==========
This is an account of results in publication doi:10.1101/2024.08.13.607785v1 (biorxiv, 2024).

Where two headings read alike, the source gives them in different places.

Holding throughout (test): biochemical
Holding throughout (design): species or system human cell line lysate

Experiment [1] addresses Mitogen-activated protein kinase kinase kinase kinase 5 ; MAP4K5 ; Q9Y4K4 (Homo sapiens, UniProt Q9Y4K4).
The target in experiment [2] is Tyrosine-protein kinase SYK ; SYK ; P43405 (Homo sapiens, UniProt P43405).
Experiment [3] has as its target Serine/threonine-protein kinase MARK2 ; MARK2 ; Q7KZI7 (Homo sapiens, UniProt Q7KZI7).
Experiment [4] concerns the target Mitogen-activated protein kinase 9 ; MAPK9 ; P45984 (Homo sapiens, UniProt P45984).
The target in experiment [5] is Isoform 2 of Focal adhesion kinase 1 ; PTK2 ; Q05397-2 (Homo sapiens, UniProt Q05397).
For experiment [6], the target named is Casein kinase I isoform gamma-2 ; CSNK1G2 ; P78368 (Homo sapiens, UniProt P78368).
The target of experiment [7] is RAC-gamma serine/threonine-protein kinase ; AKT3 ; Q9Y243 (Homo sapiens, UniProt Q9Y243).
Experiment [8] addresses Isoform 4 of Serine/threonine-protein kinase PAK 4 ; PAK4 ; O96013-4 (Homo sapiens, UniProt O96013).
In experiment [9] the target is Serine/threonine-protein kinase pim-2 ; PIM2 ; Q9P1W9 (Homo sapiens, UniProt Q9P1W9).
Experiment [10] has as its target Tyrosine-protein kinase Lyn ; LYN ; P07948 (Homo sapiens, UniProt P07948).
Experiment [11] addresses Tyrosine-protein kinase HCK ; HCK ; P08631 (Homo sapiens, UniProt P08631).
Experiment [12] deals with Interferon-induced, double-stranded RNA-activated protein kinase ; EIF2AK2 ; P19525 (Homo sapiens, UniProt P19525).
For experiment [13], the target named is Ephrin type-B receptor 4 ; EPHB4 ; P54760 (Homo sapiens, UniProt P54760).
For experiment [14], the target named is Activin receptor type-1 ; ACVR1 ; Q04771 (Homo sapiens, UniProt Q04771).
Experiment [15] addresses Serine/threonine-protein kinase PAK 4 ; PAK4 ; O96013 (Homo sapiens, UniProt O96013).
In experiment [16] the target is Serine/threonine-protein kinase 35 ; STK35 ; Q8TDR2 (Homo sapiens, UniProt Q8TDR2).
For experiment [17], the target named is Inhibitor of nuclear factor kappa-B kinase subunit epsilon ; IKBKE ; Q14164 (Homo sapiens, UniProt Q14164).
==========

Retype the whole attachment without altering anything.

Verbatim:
This is an account of results in publication doi:10.1101/2024.08.13.607785v1 (biorxiv, 2024).

Where two headings read alike, the source gives them in different places.

Holding throughout (test): biochemical
Holding throughout (design): species or system human cell line lysate

Experiment [1] addresses Mitogen-activated protein kinase kinase kinase kinase 5 ; MAP4K5 ; Q9Y4K4 (Homo sapiens, UniProt Q9Y4K4).
The target in experiment [2] is Tyrosine-protein kinase SYK ; SYK ; P43405 (Homo sapiens, UniProt P43405).
Experiment [3] has as its target Serine/threonine-protein kinase MARK2 ; MARK2 ; Q7KZI7 (Homo sapiens, UniProt Q7KZI7).
Experiment [4] concerns the target Mitogen-activated protein kinase 9 ; MAPK9 ; P45984 (Homo sapiens, UniProt P45984).
The target in experiment [5] is Isoform 2 of Focal adhesion kinase 1 ; PTK2 ; Q05397-2 (Homo sapiens, UniProt Q05397).
For experiment [6], the target named is Casein kinase I isoform gamma-2 ; CSNK1G2 ; P78368 (Homo sapiens, UniProt P78368).
The target of experiment [7] is RAC-gamma serine/threonine-protein kinase ; AKT3 ; Q9Y243 (Homo sapiens, UniProt Q9Y243).
Experiment [8] addresses Isoform 4 of Serine/threonine-protein kinase PAK 4 ; PAK4 ; O96013-4 (Homo sapiens, UniProt O96013).
In experiment [9] the target is Serine/threonine-protein kinase pim-2 ; PIM2 ; Q9P1W9 (Homo sapiens, UniProt Q9P1W9).
Experiment [10] has as its target Tyrosine-protein kinase Lyn ; LYN ; P07948 (Homo sapiens, UniProt P07948).
Experiment [11] addresses Tyrosine-protein kinase HCK ; HCK ; P08631 (Homo sapiens, UniProt P08631).
Experiment [12] deals with Interferon-induced, double-stranded RNA-activated protein kinase ; EIF2AK2 ; P19525 (Homo sapiens, UniProt P19525).
For experiment [13], the target named is Ephrin type-B receptor 4 ; EPHB4 ; P54760 (Homo sapiens, UniProt P54760).
For experiment [14], the target named is Activin receptor type-1 ; ACVR1 ; Q04771 (Homo sapiens, UniProt Q04771).
Experiment [15] addresses Serine/threonine-protein kinase PAK 4 ; PAK4 ; O96013 (Homo sapiens, UniProt O96013).
In experiment [16] the target is Serine/threonine-protein kinase 35 ; STK35 ; Q8TDR2 (Homo sapiens, UniProt Q8TDR2).
For experiment [17], the target named is Inhibitor of nuclear factor kappa-B kinase subunit epsilon ; IKBKE ; Q14164 (Homo sapiens, UniProt Q14164).